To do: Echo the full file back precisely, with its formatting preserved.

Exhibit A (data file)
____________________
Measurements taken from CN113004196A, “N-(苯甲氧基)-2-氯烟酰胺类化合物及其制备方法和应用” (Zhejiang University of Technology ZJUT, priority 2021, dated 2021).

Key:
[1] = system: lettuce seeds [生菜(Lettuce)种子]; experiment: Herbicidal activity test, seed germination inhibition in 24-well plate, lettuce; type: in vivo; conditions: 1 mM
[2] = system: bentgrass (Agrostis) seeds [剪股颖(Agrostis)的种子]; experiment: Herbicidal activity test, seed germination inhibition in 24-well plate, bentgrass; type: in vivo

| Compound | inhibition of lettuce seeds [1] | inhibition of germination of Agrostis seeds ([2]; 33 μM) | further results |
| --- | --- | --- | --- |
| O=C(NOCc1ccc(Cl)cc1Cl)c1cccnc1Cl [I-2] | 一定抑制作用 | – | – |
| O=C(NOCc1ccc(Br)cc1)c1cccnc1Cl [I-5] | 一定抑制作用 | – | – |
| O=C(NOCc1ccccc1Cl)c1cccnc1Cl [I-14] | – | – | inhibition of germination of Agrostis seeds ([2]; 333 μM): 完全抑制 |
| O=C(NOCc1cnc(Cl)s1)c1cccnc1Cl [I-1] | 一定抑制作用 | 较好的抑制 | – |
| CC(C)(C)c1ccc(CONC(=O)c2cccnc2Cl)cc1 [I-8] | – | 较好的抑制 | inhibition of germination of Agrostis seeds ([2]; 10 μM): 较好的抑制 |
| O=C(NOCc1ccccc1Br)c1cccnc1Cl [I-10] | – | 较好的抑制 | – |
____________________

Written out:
Measurements taken from CN113004196A, “N-(苯甲氧基)-2-氯烟酰胺类化合物及其制备方法和应用” (Zhejiang University of Technology ZJUT, priority 2021, dated 2021).

Key:
[1] = system: lettuce seeds [生菜(Lettuce)种子]; experiment: Herbicidal activity test, seed germination inhibition in 24-well plate, lettuce; type: in vivo; conditions: 1 mM
[2] = system: bentgrass (Agrostis) seeds [剪股颖(Agrostis)的种子]; experiment: Herbicidal activity test, seed germination inhibition in 24-well plate, bentgrass; type: in vivo

| Compound | inhibition of lettuce seeds [1] | inhibition of germination of Agrostis seeds ([2]; 33 μM) | further results |
| --- | --- | --- | --- |
| O=C(NOCc1ccc(Cl)cc1Cl)c1cccnc1Cl [I-2] | 一定抑制作用 | – | – |
| O=C(NOCc1ccc(Br)cc1)c1cccnc1Cl [I-5] | 一定抑制作用 | – | – |
| O=C(NOCc1ccccc1Cl)c1cccnc1Cl [I-14] | – | – | inhibition of germination of Agrostis seeds ([2]; 333 μM): 完全抑制 |
| O=C(NOCc1cnc(Cl)s1)c1cccnc1Cl [I-1] | 一定抑制作用 | 较好的抑制 | – |
| CC(C)(C)c1ccc(CONC(=O)c2cccnc2Cl)cc1 [I-8] | – | 较好的抑制 | inhibition of germination of Agrostis seeds ([2]; 10 μM): 较好的抑制 |
| O=C(NOCc1ccccc1Br)c1cccnc1Cl [I-10] | – | 较好的抑制 | – |